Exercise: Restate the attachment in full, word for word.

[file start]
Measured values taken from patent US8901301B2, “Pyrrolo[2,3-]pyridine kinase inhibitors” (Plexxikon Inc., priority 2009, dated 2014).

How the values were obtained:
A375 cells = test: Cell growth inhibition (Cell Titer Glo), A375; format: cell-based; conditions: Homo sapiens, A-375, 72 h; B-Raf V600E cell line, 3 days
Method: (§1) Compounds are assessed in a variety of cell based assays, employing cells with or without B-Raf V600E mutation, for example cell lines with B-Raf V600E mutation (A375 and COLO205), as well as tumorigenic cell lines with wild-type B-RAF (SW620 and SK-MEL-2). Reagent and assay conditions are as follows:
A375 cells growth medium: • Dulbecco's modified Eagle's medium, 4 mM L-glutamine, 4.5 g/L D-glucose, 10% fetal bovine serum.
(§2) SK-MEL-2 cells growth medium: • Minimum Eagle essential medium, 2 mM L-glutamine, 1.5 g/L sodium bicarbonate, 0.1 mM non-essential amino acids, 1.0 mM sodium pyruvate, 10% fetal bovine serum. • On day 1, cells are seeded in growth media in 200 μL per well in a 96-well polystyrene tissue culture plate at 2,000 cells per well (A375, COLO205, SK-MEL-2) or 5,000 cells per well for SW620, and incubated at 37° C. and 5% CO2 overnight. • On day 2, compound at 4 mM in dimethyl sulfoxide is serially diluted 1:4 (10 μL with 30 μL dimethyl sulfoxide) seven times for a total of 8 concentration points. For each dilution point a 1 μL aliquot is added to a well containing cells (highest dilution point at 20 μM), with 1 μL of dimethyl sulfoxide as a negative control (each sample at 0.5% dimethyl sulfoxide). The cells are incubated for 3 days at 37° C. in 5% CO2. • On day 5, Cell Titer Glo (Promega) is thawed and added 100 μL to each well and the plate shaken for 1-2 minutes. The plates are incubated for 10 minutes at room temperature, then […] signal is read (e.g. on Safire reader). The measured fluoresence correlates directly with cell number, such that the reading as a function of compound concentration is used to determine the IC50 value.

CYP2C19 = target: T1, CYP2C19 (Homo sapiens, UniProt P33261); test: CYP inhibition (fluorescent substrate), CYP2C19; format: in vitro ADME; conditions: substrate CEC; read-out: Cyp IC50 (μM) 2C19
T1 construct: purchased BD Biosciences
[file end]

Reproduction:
Measured values taken from patent US8901301B2, “Pyrrolo[2,3-]pyridine kinase inhibitors” (Plexxikon Inc., priority 2009, dated 2014).

How the values were obtained:
A375 cells = test: Cell growth inhibition (Cell Titer Glo), A375; format: cell-based; conditions: Homo sapiens, A-375, 72 h; B-Raf V600E cell line, 3 days
Method: (§1) Compounds are assessed in a variety of cell based assays, employing cells with or without B-Raf V600E mutation, for example cell lines with B-Raf V600E mutation (A375 and COLO205), as well as tumorigenic cell lines with wild-type B-RAF (SW620 and SK-MEL-2). Reagent and assay conditions are as follows:
A375 cells growth medium: • Dulbecco's modified Eagle's medium, 4 mM L-glutamine, 4.5 g/L D-glucose, 10% fetal bovine serum.
(§2) SK-MEL-2 cells growth medium: • Minimum Eagle essential medium, 2 mM L-glutamine, 1.5 g/L sodium bicarbonate, 0.1 mM non-essential amino acids, 1.0 mM sodium pyruvate, 10% fetal bovine serum. • On day 1, cells are seeded in growth media in 200 μL per well in a 96-well polystyrene tissue culture plate at 2,000 cells per well (A375, COLO205, SK-MEL-2) or 5,000 cells per well for SW620, and incubated at 37° C. and 5% CO2 overnight. • On day 2, compound at 4 mM in dimethyl sulfoxide is serially diluted 1:4 (10 μL with 30 μL dimethyl sulfoxide) seven times for a total of 8 concentration points. For each dilution point a 1 μL aliquot is added to a well containing cells (highest dilution point at 20 μM), with 1 μL of dimethyl sulfoxide as a negative control (each sample at 0.5% dimethyl sulfoxide). The cells are incubated for 3 days at 37° C. in 5% CO2. • On day 5, Cell Titer Glo (Promega) is thawed and added 100 μL to each well and the plate shaken for 1-2 minutes. The plates are incubated for 10 minutes at room temperature, then […] signal is read (e.g. on Safire reader). The measured fluoresence correlates directly with cell number, such that the reading as a function of compound concentration is used to determine the IC50 value.

CYP2C19 = target: T1, CYP2C19 (Homo sapiens, UniProt P33261); test: CYP inhibition (fluorescent substrate), CYP2C19; format: in vitro ADME; conditions: substrate CEC; read-out: Cyp IC50 (μM) 2C19
T1 construct: purchased BD Biosciences